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[flagged] The Shocking Doomsday Maps of the World and the Billionaire Escape Plans (forbes.com)
18 points by Mz 15 days ago | hide | past | web | 24 comments | favorite



This Scallion character is described as a "spiritual visionary." Which is fine but I'm not sure I want my metaphysics guru drawing maps of coastline shifts in a Forbes article.

Also, billionaire land purchases probably have more to do with the human desire to dominate than with a doomsday scenario. E.g. If financial markets and land rights go down the tubes, I'm not sure what 200,000 acres in Montana is going to do.


Dominate what, though? Presumably if society collapsed they hope to be able to defend and exploit such land by the traditional feudal methods.


1. This conversation is exceedingly conjectural. Fun, too.

2A. Mob bosses & gang leaders would be better positioned to take control from a supply chain perspective. They could offer safety and resources in exchange for power, loyalty and rents.

2B. As another commenter pointed out, a billionaire in the middle of a frozen financial system isn't much better off than an average joe. In a rapid destabilization scenario, wouldn't go to Montana...they would go to Hong Kong.

3. Ok, I need to get back to reality.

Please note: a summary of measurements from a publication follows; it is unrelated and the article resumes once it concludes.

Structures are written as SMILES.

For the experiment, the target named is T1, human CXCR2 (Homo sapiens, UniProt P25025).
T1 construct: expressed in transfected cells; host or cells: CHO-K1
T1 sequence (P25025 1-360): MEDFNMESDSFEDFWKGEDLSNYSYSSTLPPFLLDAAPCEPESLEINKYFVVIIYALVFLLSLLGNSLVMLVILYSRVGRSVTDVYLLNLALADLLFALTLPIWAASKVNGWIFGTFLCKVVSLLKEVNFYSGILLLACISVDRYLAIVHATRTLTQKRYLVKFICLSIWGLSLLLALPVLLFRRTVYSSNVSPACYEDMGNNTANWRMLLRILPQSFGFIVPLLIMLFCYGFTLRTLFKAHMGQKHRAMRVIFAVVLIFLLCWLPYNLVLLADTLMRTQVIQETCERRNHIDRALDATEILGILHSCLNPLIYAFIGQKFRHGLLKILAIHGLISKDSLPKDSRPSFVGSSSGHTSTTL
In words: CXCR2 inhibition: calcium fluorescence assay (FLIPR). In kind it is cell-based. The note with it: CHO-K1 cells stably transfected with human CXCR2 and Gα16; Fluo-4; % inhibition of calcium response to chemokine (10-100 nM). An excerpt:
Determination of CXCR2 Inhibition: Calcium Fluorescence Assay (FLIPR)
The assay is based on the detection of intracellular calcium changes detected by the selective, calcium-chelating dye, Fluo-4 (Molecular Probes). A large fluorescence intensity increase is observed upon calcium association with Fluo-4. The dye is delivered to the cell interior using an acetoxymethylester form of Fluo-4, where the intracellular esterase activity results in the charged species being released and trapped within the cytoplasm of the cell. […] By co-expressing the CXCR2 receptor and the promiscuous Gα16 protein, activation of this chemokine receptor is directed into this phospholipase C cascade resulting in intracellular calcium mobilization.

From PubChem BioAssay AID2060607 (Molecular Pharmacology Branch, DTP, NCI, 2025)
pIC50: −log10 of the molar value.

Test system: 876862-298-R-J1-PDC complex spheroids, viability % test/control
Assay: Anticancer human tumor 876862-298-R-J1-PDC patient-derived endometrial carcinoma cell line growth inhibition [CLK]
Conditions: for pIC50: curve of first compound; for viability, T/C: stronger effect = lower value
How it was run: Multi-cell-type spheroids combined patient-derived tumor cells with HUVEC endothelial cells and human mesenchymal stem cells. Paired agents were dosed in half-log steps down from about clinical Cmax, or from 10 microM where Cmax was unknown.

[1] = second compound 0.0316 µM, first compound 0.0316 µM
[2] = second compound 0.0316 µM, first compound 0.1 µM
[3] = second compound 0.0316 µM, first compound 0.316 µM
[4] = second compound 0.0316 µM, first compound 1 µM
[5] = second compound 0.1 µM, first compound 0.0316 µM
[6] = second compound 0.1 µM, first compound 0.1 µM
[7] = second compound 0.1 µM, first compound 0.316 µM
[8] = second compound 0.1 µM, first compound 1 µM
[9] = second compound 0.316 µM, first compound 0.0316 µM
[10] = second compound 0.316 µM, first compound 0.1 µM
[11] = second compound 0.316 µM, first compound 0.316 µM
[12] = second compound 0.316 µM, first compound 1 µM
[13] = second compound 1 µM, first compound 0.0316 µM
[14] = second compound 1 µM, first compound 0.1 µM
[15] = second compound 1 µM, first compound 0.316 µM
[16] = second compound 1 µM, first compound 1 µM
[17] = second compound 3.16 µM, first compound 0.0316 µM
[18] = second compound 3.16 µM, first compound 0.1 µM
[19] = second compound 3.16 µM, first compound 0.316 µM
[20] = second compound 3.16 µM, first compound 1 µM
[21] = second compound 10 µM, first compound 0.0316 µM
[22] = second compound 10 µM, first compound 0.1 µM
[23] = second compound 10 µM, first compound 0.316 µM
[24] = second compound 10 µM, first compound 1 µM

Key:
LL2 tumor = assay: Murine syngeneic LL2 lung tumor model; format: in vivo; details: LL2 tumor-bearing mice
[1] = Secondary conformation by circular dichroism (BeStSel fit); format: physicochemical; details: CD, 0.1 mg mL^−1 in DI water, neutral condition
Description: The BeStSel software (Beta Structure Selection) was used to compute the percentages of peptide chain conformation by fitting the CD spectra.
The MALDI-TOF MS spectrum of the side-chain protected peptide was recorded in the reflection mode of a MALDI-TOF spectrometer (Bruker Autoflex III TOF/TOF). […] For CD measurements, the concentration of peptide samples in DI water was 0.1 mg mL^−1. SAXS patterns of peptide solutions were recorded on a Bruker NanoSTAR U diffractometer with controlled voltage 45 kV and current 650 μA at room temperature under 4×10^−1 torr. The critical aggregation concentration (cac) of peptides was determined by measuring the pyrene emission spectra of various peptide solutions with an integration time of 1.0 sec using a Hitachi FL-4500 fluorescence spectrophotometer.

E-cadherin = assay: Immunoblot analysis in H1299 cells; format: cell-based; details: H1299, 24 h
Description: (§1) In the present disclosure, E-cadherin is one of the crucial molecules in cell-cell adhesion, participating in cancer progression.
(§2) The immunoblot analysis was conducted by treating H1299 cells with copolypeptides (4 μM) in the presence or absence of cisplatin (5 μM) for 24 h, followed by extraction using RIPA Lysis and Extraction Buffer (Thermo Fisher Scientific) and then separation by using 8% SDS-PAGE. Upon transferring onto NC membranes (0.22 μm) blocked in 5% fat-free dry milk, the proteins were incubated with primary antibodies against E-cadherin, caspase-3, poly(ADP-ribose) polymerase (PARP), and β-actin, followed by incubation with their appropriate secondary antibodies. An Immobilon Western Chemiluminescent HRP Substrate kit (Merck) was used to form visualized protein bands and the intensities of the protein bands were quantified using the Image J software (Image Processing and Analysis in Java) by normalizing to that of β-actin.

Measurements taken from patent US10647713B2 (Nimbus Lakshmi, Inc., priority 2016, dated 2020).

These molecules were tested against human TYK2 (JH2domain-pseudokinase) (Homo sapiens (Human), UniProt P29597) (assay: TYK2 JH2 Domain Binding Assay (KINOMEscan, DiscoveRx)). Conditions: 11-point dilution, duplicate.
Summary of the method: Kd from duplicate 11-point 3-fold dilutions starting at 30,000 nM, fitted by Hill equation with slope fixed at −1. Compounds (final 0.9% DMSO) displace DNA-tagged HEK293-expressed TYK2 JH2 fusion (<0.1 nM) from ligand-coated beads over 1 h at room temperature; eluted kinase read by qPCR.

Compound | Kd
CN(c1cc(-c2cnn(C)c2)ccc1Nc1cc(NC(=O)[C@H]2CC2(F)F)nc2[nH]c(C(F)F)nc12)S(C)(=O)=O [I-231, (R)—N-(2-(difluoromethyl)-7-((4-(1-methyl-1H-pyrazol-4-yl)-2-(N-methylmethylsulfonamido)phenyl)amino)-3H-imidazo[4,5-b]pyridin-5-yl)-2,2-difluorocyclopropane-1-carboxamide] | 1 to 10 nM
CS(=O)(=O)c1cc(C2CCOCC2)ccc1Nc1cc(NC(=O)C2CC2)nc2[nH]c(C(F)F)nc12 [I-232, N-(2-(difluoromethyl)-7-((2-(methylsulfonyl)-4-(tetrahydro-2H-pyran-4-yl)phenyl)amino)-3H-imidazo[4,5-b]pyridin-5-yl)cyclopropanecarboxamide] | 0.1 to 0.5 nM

Really. If you anticipate that central government and most societal structures collapse, then your money and deeds to the land become worthless. Billionaires would be holding billions of nothings. Which means they need to be going full prepper and stockpiling stuff that can be used to influence people to work for them.


Wild and absurd as these doomsday predictions sound, land ownership and the acquisition patterns thereof is a matter of record and may thus be judged as actions rather than words.

What good explanations are there for billionaires acquiring such vast acreages as personal property rather than for commercial exploitation purposes? Insofar as such strategies do represent an attempt to commandeer the lifeboats, to what extent are others bound to respect their rights therein?


It is also likely a tax thing. It's very common for the rich to buy wilderness land in exchange for lowering taxes. The rule is basically, you own the land but you can't do any development on it.

https://www.landtrustalliance.org/news/syndication-conservat...


Best answer, thanks


The justification is diversification of investments. Land is always a good investment because there is never any more of it being created on a human timescale. You can argue about the micro islands in Abu Dhabi made from dredging but still the point stands.

The British monarchy maintains its existence through enormous land ownership as well as their financial investments.

Land prices basically can only go up over time as long as population does the same. And if you already have a few million in oil and a few million in high risk stocks you might as well put a few million into Montanan pastures.


In a doomsday scenario, it seems pretty certain that those best equipped to use force to take and defend territory are those who will be able to keep it. Maybe that's a billionaire, and maybe it's not. That's the extent to which others will respect their rights, taking the total collapse of civilized society as a starting point. I don't fancy the law of the jungle, so I'm hoping that doesn't come to pass and the billionaires can keep their holdouts.